PCCA - Plains Cotton Cooperative Association Logo PCCA Commentator Magazine Masthead. Vol. 46, No. 2 | Spring 2016

PCCA Cotton and Currency

Cotton producers take pride in knowing their crop is used to make many products people use every day. PCCA members can take pride in knowing their cotton is used to make United States currency. That’s right, the bills in your wallet were made with PCCA cotton.

Chris Ford, PCCA’s Domestic Sales Manager, said PCCA has been supplying this cotton since 2007.

“They were buying motes from Turkey, but they wanted to start buying U.S. cotton or motes,” Ford said. “There are not enough motes in the U.S. so they started buying graded cotton. We went through several tests for six or eight months before they figured out how to make it work and the pricing. Then we started supplying them with the cotton.”

Ford said Crane and Company looked to PCCA for this cotton because they wanted to help U.S. cotton producers.

“They liked the idea of buying cotton from cooperatives because the money goes back to the producers,” Ford said. “That’s what they wanted to do, help the U.S. and that is why they came to us, one because we are a large supplier of U.S. cotton, and two, because we are farmer owned.”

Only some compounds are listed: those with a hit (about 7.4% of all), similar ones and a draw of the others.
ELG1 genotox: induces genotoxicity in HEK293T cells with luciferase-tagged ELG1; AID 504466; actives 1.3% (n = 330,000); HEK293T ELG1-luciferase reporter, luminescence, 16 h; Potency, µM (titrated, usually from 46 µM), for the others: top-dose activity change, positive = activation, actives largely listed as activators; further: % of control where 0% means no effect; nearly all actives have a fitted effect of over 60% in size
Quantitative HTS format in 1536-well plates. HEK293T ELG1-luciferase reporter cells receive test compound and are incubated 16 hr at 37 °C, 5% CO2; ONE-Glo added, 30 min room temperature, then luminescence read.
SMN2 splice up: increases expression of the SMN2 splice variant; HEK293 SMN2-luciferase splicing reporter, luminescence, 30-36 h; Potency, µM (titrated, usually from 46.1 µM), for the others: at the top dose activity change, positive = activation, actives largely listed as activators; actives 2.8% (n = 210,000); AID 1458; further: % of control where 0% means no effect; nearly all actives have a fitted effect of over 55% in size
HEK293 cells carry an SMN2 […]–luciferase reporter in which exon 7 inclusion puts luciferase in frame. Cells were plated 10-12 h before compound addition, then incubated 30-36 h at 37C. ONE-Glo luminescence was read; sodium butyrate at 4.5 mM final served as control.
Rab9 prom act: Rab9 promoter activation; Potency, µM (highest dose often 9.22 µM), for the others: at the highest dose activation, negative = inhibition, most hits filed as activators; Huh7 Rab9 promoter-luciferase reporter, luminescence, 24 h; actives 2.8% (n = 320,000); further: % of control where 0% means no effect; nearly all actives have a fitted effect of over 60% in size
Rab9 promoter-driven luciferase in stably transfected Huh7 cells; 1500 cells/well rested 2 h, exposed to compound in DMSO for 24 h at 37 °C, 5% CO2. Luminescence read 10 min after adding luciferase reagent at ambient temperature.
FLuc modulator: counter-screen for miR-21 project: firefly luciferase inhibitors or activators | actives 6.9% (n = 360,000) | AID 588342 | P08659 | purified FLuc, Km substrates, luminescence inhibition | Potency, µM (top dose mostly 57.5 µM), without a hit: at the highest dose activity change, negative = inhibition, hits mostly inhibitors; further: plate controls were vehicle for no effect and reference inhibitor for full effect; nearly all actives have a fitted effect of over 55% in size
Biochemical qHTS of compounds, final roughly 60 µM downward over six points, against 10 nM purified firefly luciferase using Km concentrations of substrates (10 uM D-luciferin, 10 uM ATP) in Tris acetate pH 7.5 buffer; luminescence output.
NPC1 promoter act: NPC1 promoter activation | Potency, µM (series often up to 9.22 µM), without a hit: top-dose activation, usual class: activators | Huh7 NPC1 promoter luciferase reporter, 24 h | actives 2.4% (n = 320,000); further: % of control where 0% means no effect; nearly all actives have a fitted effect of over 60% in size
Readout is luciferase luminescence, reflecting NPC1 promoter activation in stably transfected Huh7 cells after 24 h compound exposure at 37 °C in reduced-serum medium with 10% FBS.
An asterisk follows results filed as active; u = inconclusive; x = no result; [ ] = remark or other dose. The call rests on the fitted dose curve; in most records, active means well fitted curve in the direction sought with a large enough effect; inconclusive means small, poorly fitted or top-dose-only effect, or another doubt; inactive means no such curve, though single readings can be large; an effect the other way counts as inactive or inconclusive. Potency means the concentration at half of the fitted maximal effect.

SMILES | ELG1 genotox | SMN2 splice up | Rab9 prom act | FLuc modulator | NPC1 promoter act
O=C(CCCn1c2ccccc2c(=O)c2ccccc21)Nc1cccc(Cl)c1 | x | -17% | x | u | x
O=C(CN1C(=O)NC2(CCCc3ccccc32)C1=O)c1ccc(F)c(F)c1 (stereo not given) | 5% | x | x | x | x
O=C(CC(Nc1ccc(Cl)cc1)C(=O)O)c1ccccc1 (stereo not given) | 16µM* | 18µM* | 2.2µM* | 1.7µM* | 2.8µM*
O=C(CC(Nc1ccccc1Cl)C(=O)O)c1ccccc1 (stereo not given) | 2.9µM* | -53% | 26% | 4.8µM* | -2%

Crane and Company, has supplied the U.S. Treasury with the currency paper since 1879. According to their website, U.S. currency is made with the most durable banknote paper in the world. Crane and Company also has worked over the years to improve technology with the durability, printability, aesthetics and anticounterfeiting features of banknote paper. They make the paper and then ship it to a government printing press for the bills to be printed. There is approximately $1.38 trillion worth of Federal Reserve notes currently in circulation, according to the agency.

Normal paper consumers use every day is made of wood pulp while U.S. currency paper is made of 75 percent cotton and 25 percent linen, according to the Bureau of Engraving and Printing. The paper has security measures already built into it. For the five-dollar bill and above, this includes a security thread and watermark. A 6mm wide 3-D security ribbon is woven into the paper for the one hundred dollar bills.

PCCA members are unique because their cotton is touched by anyone who handles U.S. currency. It certainly is something to be proud of.